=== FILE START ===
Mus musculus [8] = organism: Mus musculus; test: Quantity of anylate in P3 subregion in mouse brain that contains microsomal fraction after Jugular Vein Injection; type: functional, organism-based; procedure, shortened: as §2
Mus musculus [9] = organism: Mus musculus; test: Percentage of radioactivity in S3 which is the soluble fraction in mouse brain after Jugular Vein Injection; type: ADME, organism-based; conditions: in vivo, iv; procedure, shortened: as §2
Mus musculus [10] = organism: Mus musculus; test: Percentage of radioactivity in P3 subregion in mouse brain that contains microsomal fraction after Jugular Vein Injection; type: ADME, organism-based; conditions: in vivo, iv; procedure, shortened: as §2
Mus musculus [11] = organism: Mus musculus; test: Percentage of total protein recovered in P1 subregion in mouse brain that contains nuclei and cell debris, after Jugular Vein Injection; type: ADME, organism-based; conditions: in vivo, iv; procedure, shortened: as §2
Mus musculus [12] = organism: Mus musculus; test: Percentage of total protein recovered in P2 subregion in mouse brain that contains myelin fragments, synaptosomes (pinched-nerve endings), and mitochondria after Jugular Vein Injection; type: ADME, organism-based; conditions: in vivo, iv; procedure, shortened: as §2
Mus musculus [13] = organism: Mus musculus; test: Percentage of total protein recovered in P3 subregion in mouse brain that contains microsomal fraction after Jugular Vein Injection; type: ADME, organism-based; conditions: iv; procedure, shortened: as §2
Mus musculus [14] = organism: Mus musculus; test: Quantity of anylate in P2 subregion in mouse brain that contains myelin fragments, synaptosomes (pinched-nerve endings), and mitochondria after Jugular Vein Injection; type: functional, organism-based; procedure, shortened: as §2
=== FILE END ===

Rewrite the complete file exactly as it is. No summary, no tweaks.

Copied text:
Mus musculus [8] = organism: Mus musculus; test: Quantity of anylate in P3 subregion in mouse brain that contains microsomal fraction after Jugular Vein Injection; type: functional, organism-based; procedure, shortened: as §2
Mus musculus [9] = organism: Mus musculus; test: Percentage of radioactivity in S3 which is the soluble fraction in mouse brain after Jugular Vein Injection; type: ADME, organism-based; conditions: in vivo, iv; procedure, shortened: as §2
Mus musculus [10] = organism: Mus musculus; test: Percentage of radioactivity in P3 subregion in mouse brain that contains microsomal fraction after Jugular Vein Injection; type: ADME, organism-based; conditions: in vivo, iv; procedure, shortened: as §2
Mus musculus [11] = organism: Mus musculus; test: Percentage of total protein recovered in P1 subregion in mouse brain that contains nuclei and cell debris, after Jugular Vein Injection; type: ADME, organism-based; conditions: in vivo, iv; procedure, shortened: as §2
Mus musculus [12] = organism: Mus musculus; test: Percentage of total protein recovered in P2 subregion in mouse brain that contains myelin fragments, synaptosomes (pinched-nerve endings), and mitochondria after Jugular Vein Injection; type: ADME, organism-based; conditions: in vivo, iv; procedure, shortened: as §2
Mus musculus [13] = organism: Mus musculus; test: Percentage of total protein recovered in P3 subregion in mouse brain that contains microsomal fraction after Jugular Vein Injection; type: ADME, organism-based; conditions: iv; procedure, shortened: as §2
Mus musculus [14] = organism: Mus musculus; test: Quantity of anylate in P2 subregion in mouse brain that contains myelin fragments, synaptosomes (pinched-nerve endings), and mitochondria after Jugular Vein Injection; type: functional, organism-based; procedure, shortened: as §2